Modern physics has developed a great number of theoretical approaches with which the world of elementary particles can be described. Now it's up to experiments to sort out which theories hold up against reality. One of these is the so-called MEG experiment at the Paul Scherrer Institute PSI. In a collaboration with researchers from Italy, Japan, Russia and USA, PSI physicists are searching for a particular, yet never-to-date observed decay of elementary particles known as muons. More precisely, they are quantifying how high the improbability of this decay is. According to their latest number, at most one out of 2.4 trillion muon decays will fit the MEG pattern. That makes such a decay around five hundred thousand times more improbable than hitting all six numbers in the Swiss lottery. For this highly precise measurement, the researchers have observed an extremely high number of muon decays -- which was only possible at the PSI, site of the world's most powerful muon beam facility. Thus the PSI research group repeatedly breaks its own world record for measuring the "MEG probability." The researchers are now presenting their latest result at the international conference "Les Rencontres de Physique de la Vallée d'Aoste" in La Tuile, Italy.
They are exotic elementary particles that also are very short-lived: Practically as soon as they come into existence, muons decay into other, more stable particles. In doing so, however, they can take different decay paths, meaning either this or that group of particles results from the decay. One of these decay paths, a very special one, has in fact never been observed but is of great interest to physicists: the decay of a muon into one electron and one light particle. This is also known by the abbreviated name "MEG decay," for muon-electron-gamma, in which gamma stands for the light particle.
It has long been clear that a MEG decay is extremely rare. Exactly how rare is what researchers at the Paul Scherrer Institute want to quantify with the MEG experiment. In the process they anticipate the discovery of "new physics" -- and with it a doorway into previously unexplained phenomena in the universe. On the basis of the researchers' latest measurements, which again have brought to light not one single MEG decay, they now can say: The probability for this decay is smaller than one in 2.4 trillion, or in other words around five hundred thousand times less likely than hitting all six numbers in the Swiss lottery.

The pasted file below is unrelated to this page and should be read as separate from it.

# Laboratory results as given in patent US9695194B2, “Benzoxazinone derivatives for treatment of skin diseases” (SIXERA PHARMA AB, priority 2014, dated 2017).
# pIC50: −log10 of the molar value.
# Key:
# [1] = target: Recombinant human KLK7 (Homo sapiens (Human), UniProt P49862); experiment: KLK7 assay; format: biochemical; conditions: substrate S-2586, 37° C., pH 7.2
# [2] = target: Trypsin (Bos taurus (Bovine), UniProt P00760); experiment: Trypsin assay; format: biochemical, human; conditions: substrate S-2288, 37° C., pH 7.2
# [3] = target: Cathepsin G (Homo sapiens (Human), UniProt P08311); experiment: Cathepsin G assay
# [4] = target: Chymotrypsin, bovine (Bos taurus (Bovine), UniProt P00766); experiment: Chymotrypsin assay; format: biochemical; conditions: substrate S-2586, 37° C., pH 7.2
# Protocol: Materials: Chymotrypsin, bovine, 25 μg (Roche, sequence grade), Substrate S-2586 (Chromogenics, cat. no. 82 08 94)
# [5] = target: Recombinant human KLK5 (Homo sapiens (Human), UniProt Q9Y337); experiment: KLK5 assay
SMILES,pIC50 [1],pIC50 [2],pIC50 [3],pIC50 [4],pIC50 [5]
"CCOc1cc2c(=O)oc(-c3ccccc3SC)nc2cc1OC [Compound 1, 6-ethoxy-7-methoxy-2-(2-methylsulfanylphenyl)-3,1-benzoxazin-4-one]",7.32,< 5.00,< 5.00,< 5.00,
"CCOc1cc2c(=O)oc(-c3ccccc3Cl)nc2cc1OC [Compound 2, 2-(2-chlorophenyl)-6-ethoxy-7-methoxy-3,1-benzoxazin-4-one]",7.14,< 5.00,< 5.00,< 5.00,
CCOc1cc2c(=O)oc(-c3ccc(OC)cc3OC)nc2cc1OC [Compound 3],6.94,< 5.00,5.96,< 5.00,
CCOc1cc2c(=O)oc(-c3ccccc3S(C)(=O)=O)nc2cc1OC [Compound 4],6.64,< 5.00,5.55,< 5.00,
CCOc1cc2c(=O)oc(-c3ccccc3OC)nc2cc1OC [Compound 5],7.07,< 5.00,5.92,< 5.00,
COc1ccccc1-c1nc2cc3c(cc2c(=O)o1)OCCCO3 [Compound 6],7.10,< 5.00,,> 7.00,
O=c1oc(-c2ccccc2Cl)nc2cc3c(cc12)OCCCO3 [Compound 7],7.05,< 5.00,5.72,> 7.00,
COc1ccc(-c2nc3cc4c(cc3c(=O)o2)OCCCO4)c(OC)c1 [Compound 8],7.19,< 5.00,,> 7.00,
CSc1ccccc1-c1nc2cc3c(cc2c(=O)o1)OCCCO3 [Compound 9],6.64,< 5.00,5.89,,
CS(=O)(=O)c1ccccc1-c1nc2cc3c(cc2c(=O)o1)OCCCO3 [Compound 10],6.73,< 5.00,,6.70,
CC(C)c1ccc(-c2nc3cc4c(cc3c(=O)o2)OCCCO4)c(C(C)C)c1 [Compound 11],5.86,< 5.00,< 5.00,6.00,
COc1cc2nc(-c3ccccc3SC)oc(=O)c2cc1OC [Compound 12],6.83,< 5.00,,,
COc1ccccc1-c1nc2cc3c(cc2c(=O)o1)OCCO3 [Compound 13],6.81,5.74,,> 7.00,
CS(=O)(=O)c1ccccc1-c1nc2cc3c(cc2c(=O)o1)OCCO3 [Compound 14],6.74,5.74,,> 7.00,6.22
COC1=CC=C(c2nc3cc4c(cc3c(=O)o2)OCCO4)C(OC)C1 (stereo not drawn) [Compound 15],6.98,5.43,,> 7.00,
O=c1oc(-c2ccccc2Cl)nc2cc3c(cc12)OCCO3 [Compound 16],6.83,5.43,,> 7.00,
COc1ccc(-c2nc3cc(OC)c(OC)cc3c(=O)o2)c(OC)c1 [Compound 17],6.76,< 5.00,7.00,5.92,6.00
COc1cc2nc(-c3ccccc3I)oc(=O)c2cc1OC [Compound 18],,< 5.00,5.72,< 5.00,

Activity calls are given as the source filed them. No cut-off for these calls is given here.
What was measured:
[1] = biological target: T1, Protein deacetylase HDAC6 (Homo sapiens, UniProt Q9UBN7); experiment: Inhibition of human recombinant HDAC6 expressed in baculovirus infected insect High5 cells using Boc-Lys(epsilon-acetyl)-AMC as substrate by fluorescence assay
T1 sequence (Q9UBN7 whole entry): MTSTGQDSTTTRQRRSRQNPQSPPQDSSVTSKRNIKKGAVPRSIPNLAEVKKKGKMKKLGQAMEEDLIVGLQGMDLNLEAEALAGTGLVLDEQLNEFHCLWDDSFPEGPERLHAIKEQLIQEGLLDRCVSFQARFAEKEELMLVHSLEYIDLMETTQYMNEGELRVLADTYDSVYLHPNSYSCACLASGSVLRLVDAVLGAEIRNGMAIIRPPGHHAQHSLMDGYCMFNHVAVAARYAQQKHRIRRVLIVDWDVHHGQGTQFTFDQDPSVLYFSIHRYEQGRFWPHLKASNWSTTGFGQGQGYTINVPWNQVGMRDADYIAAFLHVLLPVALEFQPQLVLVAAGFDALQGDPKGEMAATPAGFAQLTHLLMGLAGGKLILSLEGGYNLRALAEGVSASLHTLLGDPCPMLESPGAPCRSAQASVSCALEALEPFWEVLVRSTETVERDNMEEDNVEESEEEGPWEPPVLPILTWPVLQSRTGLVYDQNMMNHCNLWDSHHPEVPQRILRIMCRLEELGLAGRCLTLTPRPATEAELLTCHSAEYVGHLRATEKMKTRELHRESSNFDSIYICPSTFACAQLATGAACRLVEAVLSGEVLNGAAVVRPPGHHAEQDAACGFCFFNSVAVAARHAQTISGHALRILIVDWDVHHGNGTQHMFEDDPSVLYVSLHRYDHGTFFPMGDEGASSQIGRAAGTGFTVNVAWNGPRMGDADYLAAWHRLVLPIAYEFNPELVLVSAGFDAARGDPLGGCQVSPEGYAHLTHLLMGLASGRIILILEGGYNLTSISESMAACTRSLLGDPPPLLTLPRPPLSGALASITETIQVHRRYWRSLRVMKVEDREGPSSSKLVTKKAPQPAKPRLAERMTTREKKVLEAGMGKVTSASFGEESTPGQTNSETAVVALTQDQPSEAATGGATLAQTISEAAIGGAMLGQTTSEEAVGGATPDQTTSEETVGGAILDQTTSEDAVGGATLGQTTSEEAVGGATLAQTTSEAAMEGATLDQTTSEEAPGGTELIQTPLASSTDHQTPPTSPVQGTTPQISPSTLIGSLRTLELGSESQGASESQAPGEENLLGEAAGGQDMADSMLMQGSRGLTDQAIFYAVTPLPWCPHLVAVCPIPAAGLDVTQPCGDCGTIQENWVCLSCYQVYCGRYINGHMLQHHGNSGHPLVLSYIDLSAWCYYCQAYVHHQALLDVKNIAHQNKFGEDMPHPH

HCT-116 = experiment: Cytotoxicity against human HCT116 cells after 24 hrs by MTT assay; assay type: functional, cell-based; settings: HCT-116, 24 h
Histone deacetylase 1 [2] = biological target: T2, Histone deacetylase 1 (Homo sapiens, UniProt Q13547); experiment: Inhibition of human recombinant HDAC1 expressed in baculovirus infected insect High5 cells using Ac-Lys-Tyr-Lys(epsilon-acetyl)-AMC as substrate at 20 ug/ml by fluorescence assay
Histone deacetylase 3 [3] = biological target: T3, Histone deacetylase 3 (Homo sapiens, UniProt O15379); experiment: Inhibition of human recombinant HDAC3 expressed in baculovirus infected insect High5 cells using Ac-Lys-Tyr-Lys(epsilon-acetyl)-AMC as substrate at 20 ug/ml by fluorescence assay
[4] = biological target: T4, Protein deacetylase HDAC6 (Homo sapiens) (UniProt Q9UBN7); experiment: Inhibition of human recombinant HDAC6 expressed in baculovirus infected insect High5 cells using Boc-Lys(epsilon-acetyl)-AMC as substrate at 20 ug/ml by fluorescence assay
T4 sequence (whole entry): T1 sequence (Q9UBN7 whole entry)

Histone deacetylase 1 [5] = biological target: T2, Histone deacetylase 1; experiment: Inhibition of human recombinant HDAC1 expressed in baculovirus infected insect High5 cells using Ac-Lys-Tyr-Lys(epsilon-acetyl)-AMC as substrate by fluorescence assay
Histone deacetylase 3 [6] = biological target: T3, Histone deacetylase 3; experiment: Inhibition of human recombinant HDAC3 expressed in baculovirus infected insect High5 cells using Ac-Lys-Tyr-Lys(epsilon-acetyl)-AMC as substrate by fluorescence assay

The MEG experiment can test theories about the universe
This experimentally determined number is a relevant parameter for theoretical physicists who develop mathematical models with which to describe no less than our entire universe. According to some of these theories -- among them the conventional Standard Model of particle physics -- the MEG decay hardly ever occurs and therefore is impossible to observe. The Standard Model is a comprehensive concept that explains very much of what humanity has been able to observe so far -- but unfortunately, not everything. Among other things, the Standard Model has nothing to say about the existence of the so-called dark matter and dark energy: those mysterious things now thought to make up, together, around 95 percent of the universe.
That is why scientists around the world are searching for new physics. This would be represented by a theory that includes the predictions of the Standard Model but also goes beyond it -- thereby describing our universe more comprehensively. One promising group of theories is Susy, short for supersymmetry. Many of the theoretical models from the Susy family predict a probability for the MEG decay that is high enough that this event should be observable, sooner or later, at the PSI. With each successive, increasingly precise measurement in which the decay is not found, another set of alternative theories can be eliminated.
Five years of continuous measurement at the world's most powerful muon source
The researchers arrived at the newly quantified improbability of the MEG decay through the analysis of data they gathered, nearly continuously, between 2009 and 2013. Not only was the long measurement time necessary to obtain the newly available results -- the realization of the experiment at the PSI was also decisive. This is the site of the world's most powerful muon facility, where around 30 million muon decays per second can be observed. It is only thanks to this high throughput that the researchers were able to measure a total of 2.4 trillion muons and their decays. The decisive MEG decay was not among them -- thus setting the new upper limit for its probability.
No discovery -- and yet a meaningful result
Even though the MEG decay was not found, the participating researchers view their experiment as a success. "Precisely because we have not, up to this point, seen this decay, we are able to shift the theoretical line behind which the new physics must be sought," explains Angela Papa, a particle physicist at the PSI and co-author of the new study. "And yet if we should one day observe a MEG decay, that would be a strong indication towards new physics."
So far, that does not mean that an entire theoretical approach, such as supersymmetry for example, must be thrown out, rather only individual models within such families of theories.
In the future, the PSI researchers will refine and continue to pursue their MEG experiment, and with it, the search for the MEG decay. Whether they one day observe this decay or not -- the measurement results will in any case contribute substantially to our knowledge regarding the fundamental structures of matter.
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